What is a strike?
A strike is a collective agreement to refuse to work, declared by an organised group of employees as a way to compel a powerful employer to negotiate, usually as a position of last resort after conventional attempts at negotiation have failed.
Strikers lose all pay for the time they are on strike.
Striking is lawful. Historically, strikes have played a major role in securing workers’ rights, safe working conditions and fair rates of pay in many kinds of employment around the world.
What are the strikes about?
The University sector in the UK is rich. Your tuition fees prop up a sector that has an annual surplus of £3.4billion, plus over £40billion in reserves.
Despite these riches, University staff pay has fallen by 25% since 2009. To put this another way: compared to 2009, staff are working for free for three months every year. The current pay ‘offer’ from employers would see our pay fall by a further 15% between now and 2024. This cannot go on.
We are also fighting against impossible workloads, shameful levels of casualisation and disgraceful inequality in Universities.
This affects you directly. University staff are allocated and paid for 37 hours of work per week. Yet in order to get their work done, staff actually work on average 50.4 hours per week, the equivalent of two full days extra for free, in their own time. It is impossible for us to produce our best quality work under these conditions. You deserve better!
Staff are often on casualised and insecure contracts. A third of academic staff are on fixed-term contracts. Imagine trying to plan your modules for next semester or next year, if your contract was going to end before then. As well as the stress and uncertainty this causes staff, it has a direct impact on the quality of your education. And it’s not just fixed-term contracts: many Universities including ours even advertise zero hour contracts.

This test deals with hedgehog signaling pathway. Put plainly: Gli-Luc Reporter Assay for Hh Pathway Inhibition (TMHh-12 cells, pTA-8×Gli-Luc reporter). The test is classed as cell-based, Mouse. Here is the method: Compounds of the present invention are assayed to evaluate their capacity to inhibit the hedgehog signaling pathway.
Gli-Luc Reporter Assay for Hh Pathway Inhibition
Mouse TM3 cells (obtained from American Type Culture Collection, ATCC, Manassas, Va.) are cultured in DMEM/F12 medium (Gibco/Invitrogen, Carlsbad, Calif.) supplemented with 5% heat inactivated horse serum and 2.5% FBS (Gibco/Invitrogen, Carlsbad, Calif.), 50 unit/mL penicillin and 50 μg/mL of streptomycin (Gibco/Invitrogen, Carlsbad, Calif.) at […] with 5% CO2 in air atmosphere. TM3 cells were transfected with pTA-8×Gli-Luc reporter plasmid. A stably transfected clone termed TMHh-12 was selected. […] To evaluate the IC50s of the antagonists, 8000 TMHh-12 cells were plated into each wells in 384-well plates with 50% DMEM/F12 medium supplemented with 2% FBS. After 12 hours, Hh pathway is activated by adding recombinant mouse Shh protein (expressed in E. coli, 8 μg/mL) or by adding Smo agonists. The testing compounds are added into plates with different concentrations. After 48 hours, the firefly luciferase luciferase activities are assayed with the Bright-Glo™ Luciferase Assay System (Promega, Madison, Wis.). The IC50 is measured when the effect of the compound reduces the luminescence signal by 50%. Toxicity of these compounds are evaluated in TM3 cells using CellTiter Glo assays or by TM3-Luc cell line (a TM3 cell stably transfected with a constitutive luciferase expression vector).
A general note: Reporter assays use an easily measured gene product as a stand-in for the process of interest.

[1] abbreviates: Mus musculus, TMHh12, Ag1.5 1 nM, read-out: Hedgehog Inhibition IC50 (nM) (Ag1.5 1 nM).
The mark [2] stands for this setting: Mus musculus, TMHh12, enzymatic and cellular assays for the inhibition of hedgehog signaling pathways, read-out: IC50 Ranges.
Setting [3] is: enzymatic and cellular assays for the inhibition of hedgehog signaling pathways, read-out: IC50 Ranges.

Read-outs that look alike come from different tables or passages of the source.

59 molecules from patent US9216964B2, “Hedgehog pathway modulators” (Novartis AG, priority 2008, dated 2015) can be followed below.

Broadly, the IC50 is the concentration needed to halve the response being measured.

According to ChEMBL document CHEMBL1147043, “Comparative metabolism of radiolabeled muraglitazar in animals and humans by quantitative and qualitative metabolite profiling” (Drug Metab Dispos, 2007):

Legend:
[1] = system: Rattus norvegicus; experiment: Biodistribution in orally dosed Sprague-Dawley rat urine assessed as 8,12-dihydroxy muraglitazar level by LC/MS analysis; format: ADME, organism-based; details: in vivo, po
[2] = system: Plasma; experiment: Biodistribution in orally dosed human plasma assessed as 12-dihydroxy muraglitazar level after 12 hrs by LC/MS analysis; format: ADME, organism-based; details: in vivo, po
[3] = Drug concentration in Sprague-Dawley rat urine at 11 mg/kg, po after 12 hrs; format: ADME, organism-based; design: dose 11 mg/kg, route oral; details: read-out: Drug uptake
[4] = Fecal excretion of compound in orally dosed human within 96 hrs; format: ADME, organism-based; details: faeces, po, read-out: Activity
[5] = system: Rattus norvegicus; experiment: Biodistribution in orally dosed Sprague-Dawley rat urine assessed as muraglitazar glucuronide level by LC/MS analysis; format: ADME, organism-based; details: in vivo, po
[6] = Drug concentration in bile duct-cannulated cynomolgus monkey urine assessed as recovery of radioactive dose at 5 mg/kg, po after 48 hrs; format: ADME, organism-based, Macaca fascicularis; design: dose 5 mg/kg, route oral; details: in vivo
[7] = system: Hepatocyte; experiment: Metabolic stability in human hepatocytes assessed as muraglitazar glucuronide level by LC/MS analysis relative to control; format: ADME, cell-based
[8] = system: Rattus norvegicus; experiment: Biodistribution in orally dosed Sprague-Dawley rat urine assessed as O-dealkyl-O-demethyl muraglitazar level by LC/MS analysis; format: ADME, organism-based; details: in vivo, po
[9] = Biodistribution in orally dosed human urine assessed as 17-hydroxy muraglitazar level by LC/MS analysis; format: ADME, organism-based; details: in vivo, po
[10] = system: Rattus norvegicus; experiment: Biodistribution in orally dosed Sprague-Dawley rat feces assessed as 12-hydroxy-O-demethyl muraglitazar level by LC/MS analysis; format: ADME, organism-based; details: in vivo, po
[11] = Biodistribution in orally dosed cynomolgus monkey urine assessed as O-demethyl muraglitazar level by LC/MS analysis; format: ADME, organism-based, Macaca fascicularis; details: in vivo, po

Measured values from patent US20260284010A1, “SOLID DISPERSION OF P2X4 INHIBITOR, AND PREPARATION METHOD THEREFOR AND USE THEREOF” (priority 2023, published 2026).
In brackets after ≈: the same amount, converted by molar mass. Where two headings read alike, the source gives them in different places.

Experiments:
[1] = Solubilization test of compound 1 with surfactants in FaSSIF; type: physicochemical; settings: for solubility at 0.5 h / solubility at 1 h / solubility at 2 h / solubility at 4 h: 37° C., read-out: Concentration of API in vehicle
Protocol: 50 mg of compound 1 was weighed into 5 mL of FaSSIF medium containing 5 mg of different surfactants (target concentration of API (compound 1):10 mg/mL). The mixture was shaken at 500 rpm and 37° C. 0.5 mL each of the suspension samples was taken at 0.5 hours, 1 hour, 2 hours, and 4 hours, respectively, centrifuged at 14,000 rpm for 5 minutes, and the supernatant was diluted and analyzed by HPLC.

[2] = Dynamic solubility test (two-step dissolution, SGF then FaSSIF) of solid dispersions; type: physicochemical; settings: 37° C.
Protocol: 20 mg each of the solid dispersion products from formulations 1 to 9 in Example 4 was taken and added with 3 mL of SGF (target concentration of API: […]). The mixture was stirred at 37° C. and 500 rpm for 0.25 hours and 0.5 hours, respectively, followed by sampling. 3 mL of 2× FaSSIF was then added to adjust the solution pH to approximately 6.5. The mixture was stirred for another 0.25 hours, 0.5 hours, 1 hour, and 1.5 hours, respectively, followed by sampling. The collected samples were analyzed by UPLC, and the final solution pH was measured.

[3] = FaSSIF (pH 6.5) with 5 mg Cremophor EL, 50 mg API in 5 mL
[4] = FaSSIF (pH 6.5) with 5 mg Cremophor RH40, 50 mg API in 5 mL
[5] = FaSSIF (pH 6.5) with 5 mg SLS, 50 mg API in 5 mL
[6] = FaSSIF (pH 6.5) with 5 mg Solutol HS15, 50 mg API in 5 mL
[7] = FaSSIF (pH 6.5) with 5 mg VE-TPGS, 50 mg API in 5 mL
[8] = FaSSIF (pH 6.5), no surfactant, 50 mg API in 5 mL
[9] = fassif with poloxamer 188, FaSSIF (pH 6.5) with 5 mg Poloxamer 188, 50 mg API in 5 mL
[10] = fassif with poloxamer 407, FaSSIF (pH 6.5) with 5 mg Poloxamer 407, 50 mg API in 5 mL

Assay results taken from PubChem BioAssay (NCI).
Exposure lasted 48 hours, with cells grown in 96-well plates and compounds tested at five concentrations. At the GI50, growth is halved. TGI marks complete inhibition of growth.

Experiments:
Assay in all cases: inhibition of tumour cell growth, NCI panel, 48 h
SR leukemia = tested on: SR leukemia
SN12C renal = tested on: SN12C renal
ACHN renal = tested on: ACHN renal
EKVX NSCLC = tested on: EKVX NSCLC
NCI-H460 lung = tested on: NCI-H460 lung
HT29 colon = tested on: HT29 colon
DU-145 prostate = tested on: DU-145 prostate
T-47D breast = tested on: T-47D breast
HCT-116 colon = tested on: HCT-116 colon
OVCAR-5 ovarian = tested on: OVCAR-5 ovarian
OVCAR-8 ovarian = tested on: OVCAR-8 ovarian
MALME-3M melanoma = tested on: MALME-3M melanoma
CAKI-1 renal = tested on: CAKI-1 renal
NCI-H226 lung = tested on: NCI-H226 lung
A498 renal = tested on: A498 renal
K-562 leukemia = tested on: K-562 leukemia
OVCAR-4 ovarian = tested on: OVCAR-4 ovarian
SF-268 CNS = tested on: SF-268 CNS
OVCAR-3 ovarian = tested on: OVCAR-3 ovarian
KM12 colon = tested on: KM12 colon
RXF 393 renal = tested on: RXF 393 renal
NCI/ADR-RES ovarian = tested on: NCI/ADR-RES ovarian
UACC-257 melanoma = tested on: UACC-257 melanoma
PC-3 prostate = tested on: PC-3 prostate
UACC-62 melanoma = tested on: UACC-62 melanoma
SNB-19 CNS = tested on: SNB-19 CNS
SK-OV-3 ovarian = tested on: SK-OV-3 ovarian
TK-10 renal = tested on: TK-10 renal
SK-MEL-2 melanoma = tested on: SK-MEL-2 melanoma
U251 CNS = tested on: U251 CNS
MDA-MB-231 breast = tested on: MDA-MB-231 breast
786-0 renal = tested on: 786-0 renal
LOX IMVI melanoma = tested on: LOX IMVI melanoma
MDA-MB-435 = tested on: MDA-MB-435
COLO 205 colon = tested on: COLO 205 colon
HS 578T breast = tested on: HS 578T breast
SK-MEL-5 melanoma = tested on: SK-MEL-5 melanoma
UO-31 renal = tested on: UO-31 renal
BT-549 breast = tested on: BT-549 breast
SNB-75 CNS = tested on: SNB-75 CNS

Universities are also places of extreme inequality. The pay gap between black and white staff stands at 17% and the disability pay gap is 9%. The mean gender pay gap is 16%. The issues of pay, casualisation and impossible workloads are also intersectional: Women, Black and disabled staff were all disproportionately likely to report that their workload had increased, and the same groups are also disproportionately likely to be on casualised rather than permanent contracts.
You should be angry at the prospect of strike action. You should be angry that University bosses have allowed things to get so bad. You should be angry that you have to pay fees at all, and even angrier that your fees are not being spent on staff.
We are angry too.
What will actually happen on strike days?
Classes on strike days will not take place and will not be rescheduled. Lecturers will lose their pay for the days that they strike.
Members of staff who are on strike will picket their workplace. This means they will stand at the main entrances and explain the reasons they are on strike, encouraging people not to cross the picket line. Picket lines will often have music, speeches and other activities and you are encouraged to visit picket lines to show your support.
What do the National Union of Students say?
The NUS supports these strikes. NUS Vice President for Higher Education has said:
The struggles we face as students are inextricably linked to the reasons that staff are striking. High rents, astronomical international student fees, and cuts to maintenance support have happened for the same reasons that staff are suffering under huge workloads – the failed marketisation of the sector which has put profit above staff and student well-being.
What can I do to support the strikes?
- Explain to your friends and classmates why they should be supporting the strikes
- Join your lecturers and support staff on picket lines at every campus on every strike day and check https://blogs.brighton.ac.uk/ucu/ for info about other activities happening on strike days
- Follow @BrightonUCU on social media and show your support publicly.
- Talk to staff about the strikes. We all want a better, fairer future for education.